But we must understand that yesterday was a day, and the day before was a day, of celebration. Today is the day for the hard work. The country is deeply divided, as Bree said. And we have to get about the work of responding to the problems we face as a nation at scale, and not returning back to some sense of normalcy, which in some ways laid the foundation for the disaster that was and is Trumpism.
AMY GOODMAN: I also wanted to bring in Ro Khanna from Northern California, congressmember, who himself is Indian American, like Kamala Harris. And first I wanted to get your overall response when the results were announced on Saturday, though they haven’t been certified yet.
REP. RO KHANNA: It was an emotional moment. It was a proud moment. I was speaking with my mother and father and brother, and to see someone, a woman of Indian origin, of African African origin, ascend to the vice presidency is something that many of us thought unimaginable growing up.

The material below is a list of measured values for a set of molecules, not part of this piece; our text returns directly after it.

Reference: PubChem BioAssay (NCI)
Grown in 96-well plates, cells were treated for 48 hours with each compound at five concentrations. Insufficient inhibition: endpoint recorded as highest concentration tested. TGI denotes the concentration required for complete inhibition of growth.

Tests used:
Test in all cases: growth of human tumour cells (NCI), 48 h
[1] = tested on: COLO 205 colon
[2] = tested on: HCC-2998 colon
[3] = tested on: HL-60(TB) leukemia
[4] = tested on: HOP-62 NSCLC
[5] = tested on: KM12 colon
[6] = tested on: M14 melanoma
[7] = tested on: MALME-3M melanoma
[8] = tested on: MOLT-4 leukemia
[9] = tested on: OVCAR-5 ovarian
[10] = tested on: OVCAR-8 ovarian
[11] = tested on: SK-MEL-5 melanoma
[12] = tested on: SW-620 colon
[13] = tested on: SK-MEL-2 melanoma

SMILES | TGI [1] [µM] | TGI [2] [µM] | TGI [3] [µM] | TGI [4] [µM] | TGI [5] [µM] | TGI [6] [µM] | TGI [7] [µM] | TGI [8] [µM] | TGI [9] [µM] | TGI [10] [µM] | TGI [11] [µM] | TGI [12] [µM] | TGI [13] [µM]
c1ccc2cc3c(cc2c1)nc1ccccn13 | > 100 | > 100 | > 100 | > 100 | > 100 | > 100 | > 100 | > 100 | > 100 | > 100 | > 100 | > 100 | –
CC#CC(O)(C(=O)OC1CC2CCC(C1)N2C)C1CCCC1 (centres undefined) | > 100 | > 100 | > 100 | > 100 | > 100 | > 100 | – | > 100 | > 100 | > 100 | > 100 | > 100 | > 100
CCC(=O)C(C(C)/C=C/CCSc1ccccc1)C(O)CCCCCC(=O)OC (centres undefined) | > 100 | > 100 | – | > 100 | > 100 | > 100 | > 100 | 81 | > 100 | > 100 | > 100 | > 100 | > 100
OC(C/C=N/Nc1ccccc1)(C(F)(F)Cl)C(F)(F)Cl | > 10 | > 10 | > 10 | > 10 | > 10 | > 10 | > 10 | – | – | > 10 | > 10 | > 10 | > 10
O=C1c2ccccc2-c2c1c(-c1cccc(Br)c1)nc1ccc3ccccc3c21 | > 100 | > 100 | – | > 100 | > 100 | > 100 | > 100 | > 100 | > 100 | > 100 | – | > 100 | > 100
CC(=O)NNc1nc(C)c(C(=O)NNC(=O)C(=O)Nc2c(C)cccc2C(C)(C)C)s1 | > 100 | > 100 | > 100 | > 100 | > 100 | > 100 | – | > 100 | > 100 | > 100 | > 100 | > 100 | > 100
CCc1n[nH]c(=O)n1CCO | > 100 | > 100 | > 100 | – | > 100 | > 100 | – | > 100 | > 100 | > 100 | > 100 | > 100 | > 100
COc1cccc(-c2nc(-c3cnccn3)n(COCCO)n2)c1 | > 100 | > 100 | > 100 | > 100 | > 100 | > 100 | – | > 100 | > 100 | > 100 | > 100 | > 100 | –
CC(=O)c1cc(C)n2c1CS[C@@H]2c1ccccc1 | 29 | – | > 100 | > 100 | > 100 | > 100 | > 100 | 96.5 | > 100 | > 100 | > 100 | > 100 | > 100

And I think it highlights the extraordinary nature of the American project. I mean, we’re trying to become a multiracial, multiethnic democracy. Canada is about 87% white. England is about 87% white. Australia is 86% white. We’re 60% white. It’s a very difficult thing. And this is a step in the right direction.